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MN Still Ranks High for Child Well-Being, But Not for Everybody

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Monday, June 21, 2021   

ST. PAUL, Minn. -- Minnesota continues to see encouraging results in child well-being, according to an annual report measuring key outcomes.

However, advocates worry the pandemic has slowed progress, while also calling for a more equitable recovery amid ongoing racial disparities.

This year's Kids Count report, from the Annie E. Casey Foundation, ranks Minnesota third in the U.S. when collectively looking at areas such as economic stability, education and health. The findings mostly include data from 2019.

Bharti Wahi, executive director of the Children's Defense Fund-Minnesota Chapter, noted there was positive movement in some areas, but it hasn't been enough to close racial gaps around the state, with sharp disparities in median income.

"When we look at economic well-being, we are looking at the intersection of wages, we are looking at the intersection of employment," Wahi explained. "And I think that those all interlocking sort of lead to what is, kind of, economic reality for children of color, Black and Indigenous children. "

She pointed out it can be a different reality when compared with their white counterparts, and urged policymakers to keep it in mind as they help families emerge from the crisis.

Post COVID-numbers still are being gathered, but Census Pulse Survey data, detailed in the report, showed nearly half of Minnesotans in households with children lost income last year.

As for pre-pandemic data, the Kids Count report said 11% of Minnesota children were living in poverty.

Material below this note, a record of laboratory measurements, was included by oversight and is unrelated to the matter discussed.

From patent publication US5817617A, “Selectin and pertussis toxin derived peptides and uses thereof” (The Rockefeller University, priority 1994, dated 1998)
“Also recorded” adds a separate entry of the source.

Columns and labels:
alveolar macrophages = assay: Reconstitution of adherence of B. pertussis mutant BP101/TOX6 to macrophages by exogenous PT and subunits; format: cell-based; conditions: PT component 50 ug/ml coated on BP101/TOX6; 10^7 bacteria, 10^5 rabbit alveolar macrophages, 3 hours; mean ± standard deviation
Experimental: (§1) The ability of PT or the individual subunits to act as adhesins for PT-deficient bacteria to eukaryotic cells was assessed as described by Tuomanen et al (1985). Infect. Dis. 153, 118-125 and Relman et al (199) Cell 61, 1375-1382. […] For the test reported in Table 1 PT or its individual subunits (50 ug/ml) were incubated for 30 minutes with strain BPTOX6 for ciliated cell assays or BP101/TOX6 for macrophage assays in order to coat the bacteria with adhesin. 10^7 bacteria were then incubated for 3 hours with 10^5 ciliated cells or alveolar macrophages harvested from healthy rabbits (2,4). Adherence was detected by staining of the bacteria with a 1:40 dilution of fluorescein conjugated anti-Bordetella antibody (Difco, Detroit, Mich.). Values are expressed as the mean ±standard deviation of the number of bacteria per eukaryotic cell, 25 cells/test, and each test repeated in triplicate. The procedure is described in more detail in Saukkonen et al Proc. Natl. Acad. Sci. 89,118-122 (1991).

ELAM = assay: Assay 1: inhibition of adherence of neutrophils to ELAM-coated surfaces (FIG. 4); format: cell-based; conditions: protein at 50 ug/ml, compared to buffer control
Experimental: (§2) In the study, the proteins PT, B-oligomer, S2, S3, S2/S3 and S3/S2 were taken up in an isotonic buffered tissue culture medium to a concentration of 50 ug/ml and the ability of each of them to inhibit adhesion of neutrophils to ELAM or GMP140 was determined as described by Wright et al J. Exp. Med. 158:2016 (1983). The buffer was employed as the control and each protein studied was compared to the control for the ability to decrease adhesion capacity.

There's hope the recent expansion of the federal Child Tax Credit will deliver the financial support families need and reduce long-standing disparities.

Leslie Boissiere, vice president of external affairs for the Foundation, stressed the expansion is only temporary.

"We are excited, and grateful lawmakers passed the expansion," Boissiere stated. "And we're calling on them to make that expansion permanent. We'd like to ensure that we don't have the largest-ever one-year reduction in the number of children who live in poverty followed immediately by the largest-ever one-year increase."

At the state level, Wahi noted progress in getting lawmakers to provide more stable income and child-care support hasn't been easy.

"It is stunning to me how difficult it is to actually really pass bills that help our most under-resourced children," Wahi observed.

For individual categories, the Kids Count report, ranks Minnesota second in health. However, more than 40,000 kids around the state aren't covered by health insurance, with the biggest disparities among Latino and American Indian children.

Disclosure: Annie E. Casey Foundation contributes to our fund for reporting on Children's Issues, Criminal Justice, Early Childhood Education, Education, Juvenile Justice, and Welfare Reform. If you would like to help support news in the public interest, click here.


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